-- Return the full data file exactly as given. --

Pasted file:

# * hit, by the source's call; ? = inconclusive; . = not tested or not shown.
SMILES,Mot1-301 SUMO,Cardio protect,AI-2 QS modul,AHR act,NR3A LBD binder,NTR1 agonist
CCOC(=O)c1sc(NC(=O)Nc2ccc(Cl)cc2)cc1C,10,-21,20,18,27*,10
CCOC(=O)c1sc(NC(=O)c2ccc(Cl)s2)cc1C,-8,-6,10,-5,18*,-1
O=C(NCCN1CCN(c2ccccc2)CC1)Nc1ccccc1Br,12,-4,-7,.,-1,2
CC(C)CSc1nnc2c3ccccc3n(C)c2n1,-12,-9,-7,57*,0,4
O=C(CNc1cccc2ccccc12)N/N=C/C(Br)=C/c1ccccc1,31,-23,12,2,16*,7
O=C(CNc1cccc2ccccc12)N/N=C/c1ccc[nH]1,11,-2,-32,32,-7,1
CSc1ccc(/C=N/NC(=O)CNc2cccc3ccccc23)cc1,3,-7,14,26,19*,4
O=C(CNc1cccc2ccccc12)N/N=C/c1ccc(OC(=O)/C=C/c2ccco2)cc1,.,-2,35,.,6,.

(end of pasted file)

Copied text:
# * hit, by the source's call; ? = inconclusive; . = not tested or not shown.
SMILES,Mot1-301 SUMO,Cardio protect,AI-2 QS modul,AHR act,NR3A LBD binder,NTR1 agonist
CCOC(=O)c1sc(NC(=O)Nc2ccc(Cl)cc2)cc1C,10,-21,20,18,27*,10
CCOC(=O)c1sc(NC(=O)c2ccc(Cl)s2)cc1C,-8,-6,10,-5,18*,-1
O=C(NCCN1CCN(c2ccccc2)CC1)Nc1ccccc1Br,12,-4,-7,.,-1,2
CC(C)CSc1nnc2c3ccccc3n(C)c2n1,-12,-9,-7,57*,0,4
O=C(CNc1cccc2ccccc12)N/N=C/C(Br)=C/c1ccccc1,31,-23,12,2,16*,7
O=C(CNc1cccc2ccccc12)N/N=C/c1ccc[nH]1,11,-2,-32,32,-7,1
CSc1ccc(/C=N/NC(=O)CNc2cccc3ccccc23)cc1,3,-7,14,26,19*,4
O=C(CNc1cccc2ccccc12)N/N=C/c1ccc(OC(=O)/C=C/c2ccco2)cc1,.,-2,35,.,6,.